I think this is a really great point: "discover vegan food with no pressure". Unfortunately some vegans still dismiss the necessity of meat and cheese alternatives. Vegans don't HAVE TO eat them, but these alternatives are necessary to spread veganism. I think, we need more and more of these alternatives! Which alternatives to animal products would you most like to see become available as soon as possible?

Alex Bourke:
We always joke no one has invented a vegan fried egg. I'd like to see vegan cheese, ice cream and fake meats in supermarkets the way plant milks are, and see the prices come down so that they are cheaper than the animal versions. They must be cheaper to manufacture.

Yes, more vegan options everywhere! People here are so used to a huge selection of everything... What do you think of Meat Free Monday campaigns?

Alex Bourke:
Meat Free Mondays, which was started in Ghent in Belgium by Ethical Vegetarian Alternative (EVA) as Meat FreeThursdays (sounds better in Flemish/Dutch), recognizes that many people are not ready to go vegan overnight. When people don't do something, there is often a "hidden" reason that has nothing to do with veganism or animals or health, such as they want to fit in with their family, friends or workmates, and becoming vegetarian would automatically make them an outsider. At least that is what they think. Giving up meat one day a week does not seem so "extreme". Of course once you are doing meat free Mondays, it's easy to add another day, and another. Don't attack people for what they aren't doing, praise that they are doing something, and encourage them to look at doing more, but leave the decision with them. Telling people what to do just annoys them, this is something than many animal rights activists don't realise. Giving up meat and dairy is in some ways like giving up drugs or alcoholism, it doesn't happen overnight, especially when you are still surrounded by your "drinking buddies." A great example of this new approach is the Vegan Society's "Love Vegan" campaign.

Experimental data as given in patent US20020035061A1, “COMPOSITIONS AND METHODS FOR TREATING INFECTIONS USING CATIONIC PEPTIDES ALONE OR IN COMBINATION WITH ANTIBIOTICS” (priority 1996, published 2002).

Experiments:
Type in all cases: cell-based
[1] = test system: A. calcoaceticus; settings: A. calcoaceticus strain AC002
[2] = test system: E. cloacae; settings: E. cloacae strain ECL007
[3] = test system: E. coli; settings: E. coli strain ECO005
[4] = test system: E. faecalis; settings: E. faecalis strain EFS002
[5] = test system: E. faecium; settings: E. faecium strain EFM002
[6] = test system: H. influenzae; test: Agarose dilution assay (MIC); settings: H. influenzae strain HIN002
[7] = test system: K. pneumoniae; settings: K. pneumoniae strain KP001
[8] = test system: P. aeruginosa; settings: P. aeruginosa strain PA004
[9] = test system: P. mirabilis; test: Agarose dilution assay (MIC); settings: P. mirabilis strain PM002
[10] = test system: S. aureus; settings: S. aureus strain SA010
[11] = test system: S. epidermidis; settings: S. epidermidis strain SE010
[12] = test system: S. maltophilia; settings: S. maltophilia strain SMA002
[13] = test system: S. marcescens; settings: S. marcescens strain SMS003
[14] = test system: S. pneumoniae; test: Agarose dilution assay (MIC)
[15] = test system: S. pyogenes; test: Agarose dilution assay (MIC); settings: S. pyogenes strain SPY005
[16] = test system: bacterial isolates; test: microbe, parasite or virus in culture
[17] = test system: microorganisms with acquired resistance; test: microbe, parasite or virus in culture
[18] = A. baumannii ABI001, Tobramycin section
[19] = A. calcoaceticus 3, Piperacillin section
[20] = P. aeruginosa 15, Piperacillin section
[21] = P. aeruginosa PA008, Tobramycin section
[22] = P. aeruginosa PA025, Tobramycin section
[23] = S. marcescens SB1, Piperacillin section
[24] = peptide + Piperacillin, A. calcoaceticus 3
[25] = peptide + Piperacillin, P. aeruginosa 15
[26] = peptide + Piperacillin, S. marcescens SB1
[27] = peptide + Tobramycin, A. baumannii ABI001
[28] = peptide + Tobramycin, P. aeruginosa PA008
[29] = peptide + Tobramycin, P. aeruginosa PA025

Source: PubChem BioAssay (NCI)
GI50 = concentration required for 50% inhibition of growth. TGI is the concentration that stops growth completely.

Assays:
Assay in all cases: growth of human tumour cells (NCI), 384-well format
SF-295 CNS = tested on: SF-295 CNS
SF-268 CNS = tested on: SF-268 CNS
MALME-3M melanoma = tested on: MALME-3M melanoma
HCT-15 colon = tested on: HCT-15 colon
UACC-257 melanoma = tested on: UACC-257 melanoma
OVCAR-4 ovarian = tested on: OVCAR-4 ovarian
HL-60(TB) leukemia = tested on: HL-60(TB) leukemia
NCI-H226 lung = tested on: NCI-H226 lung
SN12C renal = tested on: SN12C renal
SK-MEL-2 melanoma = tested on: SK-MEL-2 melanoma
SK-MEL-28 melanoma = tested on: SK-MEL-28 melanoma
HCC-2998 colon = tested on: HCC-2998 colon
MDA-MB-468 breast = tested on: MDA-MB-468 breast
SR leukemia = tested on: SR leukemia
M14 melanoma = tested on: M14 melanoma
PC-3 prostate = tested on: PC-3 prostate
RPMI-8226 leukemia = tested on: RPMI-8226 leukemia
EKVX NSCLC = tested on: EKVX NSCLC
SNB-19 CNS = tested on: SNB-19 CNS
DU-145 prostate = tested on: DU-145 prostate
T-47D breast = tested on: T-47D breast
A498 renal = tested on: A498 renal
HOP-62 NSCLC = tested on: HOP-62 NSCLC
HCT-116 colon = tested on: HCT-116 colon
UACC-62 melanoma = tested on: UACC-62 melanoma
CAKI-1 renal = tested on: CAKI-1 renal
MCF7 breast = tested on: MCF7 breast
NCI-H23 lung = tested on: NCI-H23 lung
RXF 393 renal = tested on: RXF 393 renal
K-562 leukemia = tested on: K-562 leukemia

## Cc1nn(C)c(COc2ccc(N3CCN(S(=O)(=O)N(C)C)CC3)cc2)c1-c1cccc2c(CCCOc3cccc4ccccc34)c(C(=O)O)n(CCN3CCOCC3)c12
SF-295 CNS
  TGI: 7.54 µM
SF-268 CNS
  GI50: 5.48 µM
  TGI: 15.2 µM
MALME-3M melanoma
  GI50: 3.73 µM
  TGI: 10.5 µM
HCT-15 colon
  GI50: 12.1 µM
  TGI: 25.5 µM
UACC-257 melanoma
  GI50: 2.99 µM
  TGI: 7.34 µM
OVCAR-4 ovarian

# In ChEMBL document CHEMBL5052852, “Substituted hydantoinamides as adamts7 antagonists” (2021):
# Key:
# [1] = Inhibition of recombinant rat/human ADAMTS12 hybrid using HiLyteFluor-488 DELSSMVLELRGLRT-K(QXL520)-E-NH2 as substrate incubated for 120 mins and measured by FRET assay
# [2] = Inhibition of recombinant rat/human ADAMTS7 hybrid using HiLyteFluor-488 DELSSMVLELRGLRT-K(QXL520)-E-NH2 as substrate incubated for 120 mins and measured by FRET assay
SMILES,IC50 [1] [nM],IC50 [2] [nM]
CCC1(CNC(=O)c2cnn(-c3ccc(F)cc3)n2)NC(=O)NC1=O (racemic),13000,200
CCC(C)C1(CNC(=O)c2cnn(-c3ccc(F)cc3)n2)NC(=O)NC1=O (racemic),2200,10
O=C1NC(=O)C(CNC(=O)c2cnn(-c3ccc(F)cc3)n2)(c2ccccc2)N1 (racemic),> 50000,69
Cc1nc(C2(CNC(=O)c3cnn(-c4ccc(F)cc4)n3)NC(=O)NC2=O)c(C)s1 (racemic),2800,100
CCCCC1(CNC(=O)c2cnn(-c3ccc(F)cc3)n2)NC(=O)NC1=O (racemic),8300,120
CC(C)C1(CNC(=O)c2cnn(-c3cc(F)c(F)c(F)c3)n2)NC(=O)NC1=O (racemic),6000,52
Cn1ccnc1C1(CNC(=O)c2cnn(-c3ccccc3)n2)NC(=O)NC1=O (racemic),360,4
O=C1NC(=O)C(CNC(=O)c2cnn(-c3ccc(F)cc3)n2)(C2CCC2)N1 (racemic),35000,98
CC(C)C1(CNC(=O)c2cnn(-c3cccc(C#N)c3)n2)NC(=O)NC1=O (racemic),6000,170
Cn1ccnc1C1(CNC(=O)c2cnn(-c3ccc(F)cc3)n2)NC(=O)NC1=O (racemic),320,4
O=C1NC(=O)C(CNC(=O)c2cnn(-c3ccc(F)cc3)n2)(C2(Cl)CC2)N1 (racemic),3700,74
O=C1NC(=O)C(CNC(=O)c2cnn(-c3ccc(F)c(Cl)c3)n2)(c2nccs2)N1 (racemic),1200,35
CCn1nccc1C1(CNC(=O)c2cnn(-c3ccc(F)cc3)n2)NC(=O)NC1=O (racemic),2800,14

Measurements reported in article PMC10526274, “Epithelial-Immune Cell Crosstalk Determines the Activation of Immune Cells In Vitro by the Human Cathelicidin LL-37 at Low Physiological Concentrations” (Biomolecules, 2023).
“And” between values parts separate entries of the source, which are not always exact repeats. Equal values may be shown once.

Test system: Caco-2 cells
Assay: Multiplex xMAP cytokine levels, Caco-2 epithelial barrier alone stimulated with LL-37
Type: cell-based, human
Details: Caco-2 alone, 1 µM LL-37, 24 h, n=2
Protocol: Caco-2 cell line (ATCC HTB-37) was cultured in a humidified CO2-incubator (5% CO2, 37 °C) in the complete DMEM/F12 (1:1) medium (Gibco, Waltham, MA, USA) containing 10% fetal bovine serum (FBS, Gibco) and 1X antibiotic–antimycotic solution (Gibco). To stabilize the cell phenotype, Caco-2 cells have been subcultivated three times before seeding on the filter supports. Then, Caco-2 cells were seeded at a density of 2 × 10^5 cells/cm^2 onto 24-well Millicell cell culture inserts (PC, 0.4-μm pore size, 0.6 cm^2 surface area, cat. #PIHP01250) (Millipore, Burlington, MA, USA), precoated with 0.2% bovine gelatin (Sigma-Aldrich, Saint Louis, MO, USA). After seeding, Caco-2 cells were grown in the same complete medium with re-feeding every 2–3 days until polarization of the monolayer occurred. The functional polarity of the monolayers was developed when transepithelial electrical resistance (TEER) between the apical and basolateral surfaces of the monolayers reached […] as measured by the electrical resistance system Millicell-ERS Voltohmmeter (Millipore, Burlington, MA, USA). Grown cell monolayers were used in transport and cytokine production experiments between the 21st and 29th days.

Last question: Do you have any advice for new vegans who also want to become more active in promoting the idea of veganism? 

Alex Bourke:
To get active, join your local vegan group. Or go to some events, meet other vegans, and start a group. If you don't have vegans in your country, contact groups abroad for support and start something. Then other vegans will appear out of nowhere. It's good to go to events where people are talking about their campaigns and learn from them. Or go and intern (do a "stage") in an organisation in another country and learn skills and make contacts.
I wrote a book about how to get started as an activist with my friend Ronny Worsey. I worked at Viva! (, one of the most dynamic vegan organisations in the world, and Ronny worked at Animal Aid, another great organisation, and we have also been involved in grassroots activism, especially Ronny, who used to share a house with Neil Lea, who founded the Animal Rights Coalition in the UK, a network of grassroots campaigning groups. Our book, which is online, has chapters covering many of the key areas of activism.

Thank you, Alex!!!

Alex has just published a new vegan guidebook, Vegetarian Paris, see
Also see Alex's website